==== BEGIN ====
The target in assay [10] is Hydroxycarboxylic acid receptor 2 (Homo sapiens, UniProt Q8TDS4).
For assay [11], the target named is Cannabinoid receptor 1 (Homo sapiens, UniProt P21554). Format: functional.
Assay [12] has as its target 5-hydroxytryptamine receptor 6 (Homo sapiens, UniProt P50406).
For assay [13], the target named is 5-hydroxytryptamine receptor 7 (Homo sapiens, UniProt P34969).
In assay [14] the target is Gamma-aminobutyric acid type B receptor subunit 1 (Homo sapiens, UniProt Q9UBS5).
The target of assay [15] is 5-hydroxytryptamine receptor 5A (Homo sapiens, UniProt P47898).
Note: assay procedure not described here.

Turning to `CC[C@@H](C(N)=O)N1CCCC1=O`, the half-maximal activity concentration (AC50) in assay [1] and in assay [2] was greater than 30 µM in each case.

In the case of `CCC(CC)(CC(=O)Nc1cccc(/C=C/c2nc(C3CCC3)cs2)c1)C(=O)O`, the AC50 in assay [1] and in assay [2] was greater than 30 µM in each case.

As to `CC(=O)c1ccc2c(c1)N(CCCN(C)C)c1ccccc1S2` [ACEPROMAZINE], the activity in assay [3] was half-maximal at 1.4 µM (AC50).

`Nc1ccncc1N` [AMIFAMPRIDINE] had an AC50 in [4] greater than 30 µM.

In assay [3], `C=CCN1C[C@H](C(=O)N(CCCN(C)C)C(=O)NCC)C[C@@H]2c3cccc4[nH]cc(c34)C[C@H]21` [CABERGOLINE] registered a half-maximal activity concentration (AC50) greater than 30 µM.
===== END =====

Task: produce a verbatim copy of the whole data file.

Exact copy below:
The target in assay [10] is Hydroxycarboxylic acid receptor 2 (Homo sapiens, UniProt Q8TDS4).
For assay [11], the target named is Cannabinoid receptor 1 (Homo sapiens, UniProt P21554). Format: functional.
Assay [12] has as its target 5-hydroxytryptamine receptor 6 (Homo sapiens, UniProt P50406).
For assay [13], the target named is 5-hydroxytryptamine receptor 7 (Homo sapiens, UniProt P34969).
In assay [14] the target is Gamma-aminobutyric acid type B receptor subunit 1 (Homo sapiens, UniProt Q9UBS5).
The target of assay [15] is 5-hydroxytryptamine receptor 5A (Homo sapiens, UniProt P47898).
Note: assay procedure not described here.

Turning to `CC[C@@H](C(N)=O)N1CCCC1=O`, the half-maximal activity concentration (AC50) in assay [1] and in assay [2] was greater than 30 µM in each case.

In the case of `CCC(CC)(CC(=O)Nc1cccc(/C=C/c2nc(C3CCC3)cs2)c1)C(=O)O`, the AC50 in assay [1] and in assay [2] was greater than 30 µM in each case.

As to `CC(=O)c1ccc2c(c1)N(CCCN(C)C)c1ccccc1S2` [ACEPROMAZINE], the activity in assay [3] was half-maximal at 1.4 µM (AC50).

`Nc1ccncc1N` [AMIFAMPRIDINE] had an AC50 in [4] greater than 30 µM.

In assay [3], `C=CCN1C[C@H](C(=O)N(CCCN(C)C)C(=O)NCC)C[C@@H]2c3cccc4[nH]cc(c34)C[C@H]21` [CABERGOLINE] registered a half-maximal activity concentration (AC50) greater than 30 µM.